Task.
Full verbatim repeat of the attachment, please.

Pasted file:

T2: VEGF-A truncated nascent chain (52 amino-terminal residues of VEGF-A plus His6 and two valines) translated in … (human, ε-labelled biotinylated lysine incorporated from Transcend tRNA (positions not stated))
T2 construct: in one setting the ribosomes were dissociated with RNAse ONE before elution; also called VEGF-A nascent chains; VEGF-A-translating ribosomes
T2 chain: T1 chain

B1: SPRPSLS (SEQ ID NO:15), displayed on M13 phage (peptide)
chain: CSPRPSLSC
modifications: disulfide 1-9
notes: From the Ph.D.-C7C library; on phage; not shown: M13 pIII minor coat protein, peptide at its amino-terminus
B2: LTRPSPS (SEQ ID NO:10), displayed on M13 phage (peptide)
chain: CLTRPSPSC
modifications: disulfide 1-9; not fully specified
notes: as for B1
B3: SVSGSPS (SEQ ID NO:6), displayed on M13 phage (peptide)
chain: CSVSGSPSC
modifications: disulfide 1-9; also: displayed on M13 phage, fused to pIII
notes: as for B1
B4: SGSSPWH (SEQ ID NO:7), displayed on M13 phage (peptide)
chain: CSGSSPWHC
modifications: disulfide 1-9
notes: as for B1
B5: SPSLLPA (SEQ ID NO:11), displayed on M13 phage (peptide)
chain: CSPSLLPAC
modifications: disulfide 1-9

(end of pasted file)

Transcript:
T2: VEGF-A truncated nascent chain (52 amino-terminal residues of VEGF-A plus His6 and two valines) translated in … (human, ε-labelled biotinylated lysine incorporated from Transcend tRNA (positions not stated))
T2 construct: in one setting the ribosomes were dissociated with RNAse ONE before elution; also called VEGF-A nascent chains; VEGF-A-translating ribosomes
T2 chain: T1 chain

B1: SPRPSLS (SEQ ID NO:15), displayed on M13 phage (peptide)
chain: CSPRPSLSC
modifications: disulfide 1-9
notes: From the Ph.D.-C7C library; on phage; not shown: M13 pIII minor coat protein, peptide at its amino-terminus
B2: LTRPSPS (SEQ ID NO:10), displayed on M13 phage (peptide)
chain: CLTRPSPSC
modifications: disulfide 1-9; not fully specified
notes: as for B1
B3: SVSGSPS (SEQ ID NO:6), displayed on M13 phage (peptide)
chain: CSVSGSPSC
modifications: disulfide 1-9; also: displayed on M13 phage, fused to pIII
notes: as for B1
B4: SGSSPWH (SEQ ID NO:7), displayed on M13 phage (peptide)
chain: CSGSSPWHC
modifications: disulfide 1-9
notes: as for B1
B5: SPSLLPA (SEQ ID NO:11), displayed on M13 phage (peptide)
chain: CSPSLLPAC
modifications: disulfide 1-9